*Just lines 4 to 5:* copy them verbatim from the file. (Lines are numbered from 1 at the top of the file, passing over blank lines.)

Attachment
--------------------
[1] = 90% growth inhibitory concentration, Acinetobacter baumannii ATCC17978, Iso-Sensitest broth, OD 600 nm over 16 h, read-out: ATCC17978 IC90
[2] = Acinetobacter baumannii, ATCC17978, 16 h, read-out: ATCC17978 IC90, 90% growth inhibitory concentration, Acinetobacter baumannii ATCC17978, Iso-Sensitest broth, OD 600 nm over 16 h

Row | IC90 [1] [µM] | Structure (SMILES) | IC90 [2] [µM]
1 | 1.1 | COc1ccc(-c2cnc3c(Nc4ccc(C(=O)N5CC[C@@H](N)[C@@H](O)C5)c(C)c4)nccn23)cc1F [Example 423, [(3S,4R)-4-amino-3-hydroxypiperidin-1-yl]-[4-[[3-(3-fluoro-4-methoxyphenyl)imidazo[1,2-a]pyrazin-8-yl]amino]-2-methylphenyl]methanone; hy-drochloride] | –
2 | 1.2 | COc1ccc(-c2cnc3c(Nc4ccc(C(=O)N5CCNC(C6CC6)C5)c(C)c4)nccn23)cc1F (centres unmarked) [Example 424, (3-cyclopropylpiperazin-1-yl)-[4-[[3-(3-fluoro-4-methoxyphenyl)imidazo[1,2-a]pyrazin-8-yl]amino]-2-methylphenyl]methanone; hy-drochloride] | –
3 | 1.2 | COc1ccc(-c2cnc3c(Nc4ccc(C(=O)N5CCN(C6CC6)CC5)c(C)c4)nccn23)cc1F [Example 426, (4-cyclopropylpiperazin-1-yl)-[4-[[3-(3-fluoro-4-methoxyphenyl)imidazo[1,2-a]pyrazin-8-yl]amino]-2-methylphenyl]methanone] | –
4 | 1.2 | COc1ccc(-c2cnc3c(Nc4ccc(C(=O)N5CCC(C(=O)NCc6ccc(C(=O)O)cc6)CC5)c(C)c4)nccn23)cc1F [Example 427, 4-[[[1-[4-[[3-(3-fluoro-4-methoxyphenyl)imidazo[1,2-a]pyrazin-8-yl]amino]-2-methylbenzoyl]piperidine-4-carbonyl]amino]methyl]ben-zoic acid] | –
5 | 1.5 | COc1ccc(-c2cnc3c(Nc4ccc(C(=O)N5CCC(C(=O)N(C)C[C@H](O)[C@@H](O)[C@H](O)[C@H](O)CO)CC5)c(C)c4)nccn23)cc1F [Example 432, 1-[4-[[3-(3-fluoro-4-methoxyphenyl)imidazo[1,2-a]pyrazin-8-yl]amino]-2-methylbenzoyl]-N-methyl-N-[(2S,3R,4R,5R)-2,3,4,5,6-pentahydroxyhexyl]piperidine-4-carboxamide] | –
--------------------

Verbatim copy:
1 | 1.1 | COc1ccc(-c2cnc3c(Nc4ccc(C(=O)N5CC[C@@H](N)[C@@H](O)C5)c(C)c4)nccn23)cc1F [Example 423, [(3S,4R)-4-amino-3-hydroxypiperidin-1-yl]-[4-[[3-(3-fluoro-4-methoxyphenyl)imidazo[1,2-a]pyrazin-8-yl]amino]-2-methylphenyl]methanone; hy-drochloride] | –
2 | 1.2 | COc1ccc(-c2cnc3c(Nc4ccc(C(=O)N5CCNC(C6CC6)C5)c(C)c4)nccn23)cc1F (centres unmarked) [Example 424, (3-cyclopropylpiperazin-1-yl)-[4-[[3-(3-fluoro-4-methoxyphenyl)imidazo[1,2-a]pyrazin-8-yl]amino]-2-methylphenyl]methanone; hy-drochloride] | –